State requests seven-month extension for haredi enlistment bill

The High Court struck down the previous arrangement in September 2017 as discriminatory, and gave the Knesset 12 months to pass a new law.

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July 15, 2018 19:16
1 minute read.
Haredi men gather in Jerusalem for the funeral of Rabbi Shmuel Auerbach

Haredi men gather in Jerusalem for the funeral of Rabbi Shmuel Auerbach . (photo credit: EHUD AMITON/TPS)

The government has formally requested that the High Court of Justice allow a seven-month extension to the deadline the court had set to pass a law for haredi (ultra-Orthodox) enlistment by September.

The draft bill has faced strong opposition from Agudat Yisrael, one half of the United Torah Judaism Knesset faction, which strongly opposes the financial sanctions clause in the legislation, and the end of the Knesset summer session this week means the Knesset is out of time to pass a new law before the September deadline.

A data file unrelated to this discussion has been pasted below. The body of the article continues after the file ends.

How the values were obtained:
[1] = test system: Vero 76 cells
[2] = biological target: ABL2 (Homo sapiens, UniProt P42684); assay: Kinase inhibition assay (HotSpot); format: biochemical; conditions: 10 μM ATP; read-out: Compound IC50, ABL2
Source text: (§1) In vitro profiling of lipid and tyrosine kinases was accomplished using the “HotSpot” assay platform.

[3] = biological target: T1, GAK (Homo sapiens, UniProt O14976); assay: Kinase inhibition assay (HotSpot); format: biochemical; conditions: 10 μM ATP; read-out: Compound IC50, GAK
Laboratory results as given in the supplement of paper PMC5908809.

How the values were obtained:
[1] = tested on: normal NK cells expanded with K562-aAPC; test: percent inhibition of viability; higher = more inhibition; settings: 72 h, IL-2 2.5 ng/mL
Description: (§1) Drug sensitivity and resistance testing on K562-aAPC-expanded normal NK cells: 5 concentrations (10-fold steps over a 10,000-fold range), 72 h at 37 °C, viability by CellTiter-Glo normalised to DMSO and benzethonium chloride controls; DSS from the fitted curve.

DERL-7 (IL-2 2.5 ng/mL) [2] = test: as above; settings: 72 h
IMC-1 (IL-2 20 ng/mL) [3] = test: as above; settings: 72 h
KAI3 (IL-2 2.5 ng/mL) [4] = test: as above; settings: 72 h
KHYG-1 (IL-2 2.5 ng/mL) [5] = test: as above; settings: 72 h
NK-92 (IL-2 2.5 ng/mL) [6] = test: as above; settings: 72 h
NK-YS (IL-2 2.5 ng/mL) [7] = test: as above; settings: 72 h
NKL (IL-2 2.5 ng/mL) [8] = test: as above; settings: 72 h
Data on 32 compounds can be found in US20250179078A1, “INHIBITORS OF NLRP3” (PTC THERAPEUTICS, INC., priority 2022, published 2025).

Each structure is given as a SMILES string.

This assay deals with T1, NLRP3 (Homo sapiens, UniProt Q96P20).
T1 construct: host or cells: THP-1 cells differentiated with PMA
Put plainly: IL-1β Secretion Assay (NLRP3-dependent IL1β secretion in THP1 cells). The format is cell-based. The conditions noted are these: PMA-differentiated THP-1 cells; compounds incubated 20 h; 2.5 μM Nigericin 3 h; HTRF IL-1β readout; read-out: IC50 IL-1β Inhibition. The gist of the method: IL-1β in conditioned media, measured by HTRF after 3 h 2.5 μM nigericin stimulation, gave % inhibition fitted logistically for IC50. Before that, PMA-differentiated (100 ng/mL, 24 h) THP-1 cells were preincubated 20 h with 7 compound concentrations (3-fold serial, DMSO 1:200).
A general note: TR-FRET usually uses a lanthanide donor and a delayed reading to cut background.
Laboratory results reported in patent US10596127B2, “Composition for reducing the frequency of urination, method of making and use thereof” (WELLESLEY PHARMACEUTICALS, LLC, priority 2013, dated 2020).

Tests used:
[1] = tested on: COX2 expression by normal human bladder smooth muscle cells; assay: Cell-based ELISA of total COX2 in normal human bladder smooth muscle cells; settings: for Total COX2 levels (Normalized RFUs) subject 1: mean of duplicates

Yisrael Beytenu strongly opposes removing the financial sanctions clause, which means that obtaining an extension from the High Court is critical for the government to avoid a coalition crisis that could potentially topple it.

It is unclear if the court will accept the extension request or not, but it will likely not wish to see the chaotic situation that would be created if the current law expires in September when all haredi men of military age would be required by law to serve, and liable to arrest by military police if they did not enlist.

The High Court struck down the previous arrangement in September 2017 as discriminatory, and gave the Knesset 12 months to pass a new law.

The government tarried, however, and a Defense Ministry special committee only presented a draft bill this June, which includes enlistment targets and financial sanctions against the general yeshiva budget if the targets are not met.

Although Shas and Degel Hatorah – the other half of the United Torah Judaism Knesset faction – are discreetly in favor of the bill due to its moderate terms and delayed implementation of the financial sanctions by three years, Agudat Yisrael has expressed severe opposition to the very notion of financial sanctions.



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